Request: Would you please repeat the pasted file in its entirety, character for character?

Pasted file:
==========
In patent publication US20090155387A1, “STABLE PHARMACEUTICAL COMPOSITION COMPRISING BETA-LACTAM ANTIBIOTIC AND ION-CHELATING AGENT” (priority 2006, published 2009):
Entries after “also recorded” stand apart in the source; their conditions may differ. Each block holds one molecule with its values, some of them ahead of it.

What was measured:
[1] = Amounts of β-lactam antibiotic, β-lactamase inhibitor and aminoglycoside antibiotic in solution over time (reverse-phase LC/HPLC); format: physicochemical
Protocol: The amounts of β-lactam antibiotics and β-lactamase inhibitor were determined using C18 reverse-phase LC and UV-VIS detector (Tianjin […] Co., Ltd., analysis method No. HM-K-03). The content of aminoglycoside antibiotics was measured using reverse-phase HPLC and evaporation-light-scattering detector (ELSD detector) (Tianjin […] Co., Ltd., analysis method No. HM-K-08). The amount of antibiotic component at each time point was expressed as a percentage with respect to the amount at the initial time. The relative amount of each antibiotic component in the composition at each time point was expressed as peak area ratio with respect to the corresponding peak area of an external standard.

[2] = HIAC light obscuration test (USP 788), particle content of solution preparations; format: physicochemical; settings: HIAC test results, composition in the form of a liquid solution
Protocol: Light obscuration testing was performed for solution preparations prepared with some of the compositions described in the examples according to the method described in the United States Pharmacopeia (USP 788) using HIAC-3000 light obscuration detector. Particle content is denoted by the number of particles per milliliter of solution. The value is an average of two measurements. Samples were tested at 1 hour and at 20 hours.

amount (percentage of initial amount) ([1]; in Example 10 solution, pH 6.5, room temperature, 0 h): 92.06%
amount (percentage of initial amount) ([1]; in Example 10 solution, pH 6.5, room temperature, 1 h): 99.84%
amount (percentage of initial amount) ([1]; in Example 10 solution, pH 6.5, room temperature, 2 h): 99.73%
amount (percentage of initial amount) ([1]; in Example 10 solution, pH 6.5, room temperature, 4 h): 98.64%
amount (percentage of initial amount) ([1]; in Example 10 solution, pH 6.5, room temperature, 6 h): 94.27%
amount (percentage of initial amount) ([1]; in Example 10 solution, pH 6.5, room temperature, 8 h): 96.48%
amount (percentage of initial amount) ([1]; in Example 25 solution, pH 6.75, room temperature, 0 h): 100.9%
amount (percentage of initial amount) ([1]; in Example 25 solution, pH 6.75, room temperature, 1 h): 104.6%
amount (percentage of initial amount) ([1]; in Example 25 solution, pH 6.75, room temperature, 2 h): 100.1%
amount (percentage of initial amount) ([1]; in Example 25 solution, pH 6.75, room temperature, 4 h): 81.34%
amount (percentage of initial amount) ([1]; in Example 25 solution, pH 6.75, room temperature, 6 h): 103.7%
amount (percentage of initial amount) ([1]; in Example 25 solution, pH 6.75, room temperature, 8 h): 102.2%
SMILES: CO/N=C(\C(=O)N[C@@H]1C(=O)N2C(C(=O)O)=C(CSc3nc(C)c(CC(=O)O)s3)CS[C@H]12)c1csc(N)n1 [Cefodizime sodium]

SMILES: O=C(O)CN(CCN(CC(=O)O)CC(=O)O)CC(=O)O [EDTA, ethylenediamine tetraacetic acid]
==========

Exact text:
In patent publication US20090155387A1, “STABLE PHARMACEUTICAL COMPOSITION COMPRISING BETA-LACTAM ANTIBIOTIC AND ION-CHELATING AGENT” (priority 2006, published 2009):
Entries after “also recorded” stand apart in the source; their conditions may differ. Each block holds one molecule with its values, some of them ahead of it.

What was measured:
[1] = Amounts of β-lactam antibiotic, β-lactamase inhibitor and aminoglycoside antibiotic in solution over time (reverse-phase LC/HPLC); format: physicochemical
Protocol: The amounts of β-lactam antibiotics and β-lactamase inhibitor were determined using C18 reverse-phase LC and UV-VIS detector (Tianjin […] Co., Ltd., analysis method No. HM-K-03). The content of aminoglycoside antibiotics was measured using reverse-phase HPLC and evaporation-light-scattering detector (ELSD detector) (Tianjin […] Co., Ltd., analysis method No. HM-K-08). The amount of antibiotic component at each time point was expressed as a percentage with respect to the amount at the initial time. The relative amount of each antibiotic component in the composition at each time point was expressed as peak area ratio with respect to the corresponding peak area of an external standard.

[2] = HIAC light obscuration test (USP 788), particle content of solution preparations; format: physicochemical; settings: HIAC test results, composition in the form of a liquid solution
Protocol: Light obscuration testing was performed for solution preparations prepared with some of the compositions described in the examples according to the method described in the United States Pharmacopeia (USP 788) using HIAC-3000 light obscuration detector. Particle content is denoted by the number of particles per milliliter of solution. The value is an average of two measurements. Samples were tested at 1 hour and at 20 hours.

amount (percentage of initial amount) ([1]; in Example 10 solution, pH 6.5, room temperature, 0 h): 92.06%
amount (percentage of initial amount) ([1]; in Example 10 solution, pH 6.5, room temperature, 1 h): 99.84%
amount (percentage of initial amount) ([1]; in Example 10 solution, pH 6.5, room temperature, 2 h): 99.73%
amount (percentage of initial amount) ([1]; in Example 10 solution, pH 6.5, room temperature, 4 h): 98.64%
amount (percentage of initial amount) ([1]; in Example 10 solution, pH 6.5, room temperature, 6 h): 94.27%
amount (percentage of initial amount) ([1]; in Example 10 solution, pH 6.5, room temperature, 8 h): 96.48%
amount (percentage of initial amount) ([1]; in Example 25 solution, pH 6.75, room temperature, 0 h): 100.9%
amount (percentage of initial amount) ([1]; in Example 25 solution, pH 6.75, room temperature, 1 h): 104.6%
amount (percentage of initial amount) ([1]; in Example 25 solution, pH 6.75, room temperature, 2 h): 100.1%
amount (percentage of initial amount) ([1]; in Example 25 solution, pH 6.75, room temperature, 4 h): 81.34%
amount (percentage of initial amount) ([1]; in Example 25 solution, pH 6.75, room temperature, 6 h): 103.7%
amount (percentage of initial amount) ([1]; in Example 25 solution, pH 6.75, room temperature, 8 h): 102.2%
SMILES: CO/N=C(\C(=O)N[C@@H]1C(=O)N2C(C(=O)O)=C(CSc3nc(C)c(CC(=O)O)s3)CS[C@H]12)c1csc(N)n1 [Cefodizime sodium]

SMILES: O=C(O)CN(CCN(CC(=O)O)CC(=O)O)CC(=O)O [EDTA, ethylenediamine tetraacetic acid]